Chapter 1: - Page 3 of 10

A Social Gathering

(English version of “Noli Me Tangere”)

A cousin of Capitan Tiago, a sweet-faced old woman, who speaks Spanish quite badly, is the only one receiving the ladies.  To offer to the Spanish ladies a plate of cigars and buyos, to extend her hand to her countrywomen to be kissed, exactly as the friars do, — this is the sum of her courtesy, her policy.  The poor old lady soon became bored, and taking advantage of the noise of a plate breaking, rushed precipitately away, muttering, Jesús! Just wait, you rascals! and failed to reappear.

The men, for their part, are making more of a stir. Some cadets in one corner are conversing in a lively manner but in low tones, looking around now and then to point out different persons in the room while they laugh more or less openly among themselves.  In contrast, two foreigners dressed in white are promenading silently from one end of the room to the other with their hands crossed behind their backs, like the bored passengers on the deck of a ship.  All the interest and the greatest animation proceed from a group composed of two priests, two civilians, and a soldier who are seated around a small table on which are seen bottles of wine and English biscuits.

The soldier, a tall, elderly lieutenant with an austere countenance—a Duke of Alva straggling behind in the roster of the Civil Guard—talks little, but in a harsh, curt way.  One of the priests, a youthful Dominican friar, handsome, graceful, polished as the gold-mounted eyeglasses he wears, maintains a premature gravity.  He is the curate of Binondo and has been in former years a professor in the college of San Juan de Letran,[2] where he enjoyed the reputation of being a consummate dialectician, so much so that in the days when the sons of Guzman[3] still dared to match themselves in subtleties with laymen, the able disputant B. de Luna had never been able either to catch or to confuse him, the distinctions made by Fray Sibyla leaving his opponent in the situation of a fisherman who tries to catch eels with a lasso.  The Dominican says little, appearing to weigh his words.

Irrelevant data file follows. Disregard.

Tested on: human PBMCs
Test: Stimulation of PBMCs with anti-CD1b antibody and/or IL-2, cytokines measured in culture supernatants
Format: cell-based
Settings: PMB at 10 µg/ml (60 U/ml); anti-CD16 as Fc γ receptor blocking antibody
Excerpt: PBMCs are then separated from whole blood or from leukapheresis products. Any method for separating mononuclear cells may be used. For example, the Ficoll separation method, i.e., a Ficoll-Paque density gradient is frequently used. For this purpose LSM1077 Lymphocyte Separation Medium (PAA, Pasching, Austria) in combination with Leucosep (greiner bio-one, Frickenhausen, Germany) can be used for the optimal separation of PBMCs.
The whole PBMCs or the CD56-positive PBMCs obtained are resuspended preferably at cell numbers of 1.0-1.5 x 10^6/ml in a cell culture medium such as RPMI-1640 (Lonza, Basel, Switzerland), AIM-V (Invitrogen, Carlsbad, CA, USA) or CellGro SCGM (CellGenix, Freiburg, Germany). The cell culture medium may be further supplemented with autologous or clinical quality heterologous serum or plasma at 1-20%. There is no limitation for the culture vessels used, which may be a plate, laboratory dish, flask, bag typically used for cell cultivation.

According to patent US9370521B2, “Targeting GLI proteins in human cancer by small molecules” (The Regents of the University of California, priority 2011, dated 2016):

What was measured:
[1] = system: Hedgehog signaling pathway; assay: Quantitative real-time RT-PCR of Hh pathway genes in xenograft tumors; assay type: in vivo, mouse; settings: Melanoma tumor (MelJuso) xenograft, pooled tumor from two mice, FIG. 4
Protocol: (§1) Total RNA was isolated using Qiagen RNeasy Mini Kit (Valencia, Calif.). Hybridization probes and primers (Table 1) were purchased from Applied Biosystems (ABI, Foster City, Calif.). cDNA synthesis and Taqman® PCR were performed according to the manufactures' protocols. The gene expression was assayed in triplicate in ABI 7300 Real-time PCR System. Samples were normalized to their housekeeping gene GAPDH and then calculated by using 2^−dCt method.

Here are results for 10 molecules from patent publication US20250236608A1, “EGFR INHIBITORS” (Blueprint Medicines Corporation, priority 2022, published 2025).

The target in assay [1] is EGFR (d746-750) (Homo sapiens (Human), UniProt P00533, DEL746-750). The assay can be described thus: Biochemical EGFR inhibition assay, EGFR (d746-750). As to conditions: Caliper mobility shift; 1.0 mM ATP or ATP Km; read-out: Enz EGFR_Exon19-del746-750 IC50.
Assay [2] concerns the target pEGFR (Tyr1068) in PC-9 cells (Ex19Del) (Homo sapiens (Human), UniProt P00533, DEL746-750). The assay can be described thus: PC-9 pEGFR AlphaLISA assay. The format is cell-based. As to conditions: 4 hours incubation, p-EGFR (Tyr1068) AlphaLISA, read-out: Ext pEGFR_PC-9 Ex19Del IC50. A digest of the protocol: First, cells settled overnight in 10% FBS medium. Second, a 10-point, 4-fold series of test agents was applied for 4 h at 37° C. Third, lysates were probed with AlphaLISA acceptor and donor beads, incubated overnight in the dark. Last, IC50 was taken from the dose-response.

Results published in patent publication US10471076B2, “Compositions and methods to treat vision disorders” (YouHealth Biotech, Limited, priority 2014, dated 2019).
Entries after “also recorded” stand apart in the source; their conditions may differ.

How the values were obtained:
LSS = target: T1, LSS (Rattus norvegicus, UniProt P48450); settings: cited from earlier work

[2] A school of secondary instruction conducted by the Dominican Fathers, by whom it was taken over in 1640.  It had its first beginning in the house of a pious Spaniard, called Juan Geronimo Guerrero, who had dedicated himself, with Christian piety, to gathering orphan boys in his house, where he raised, clothed, and sustained them, and taught them to read and to write, and much more, to live in the fear of God. —Blair and Robertson, The Philippine Islands, Vol. XLV, p. 208.—TR.

[3] The Dominican friars, whose order was founded by Dominic de Guzman.—TR.

Learn this Filipino word:

mataás ang lipád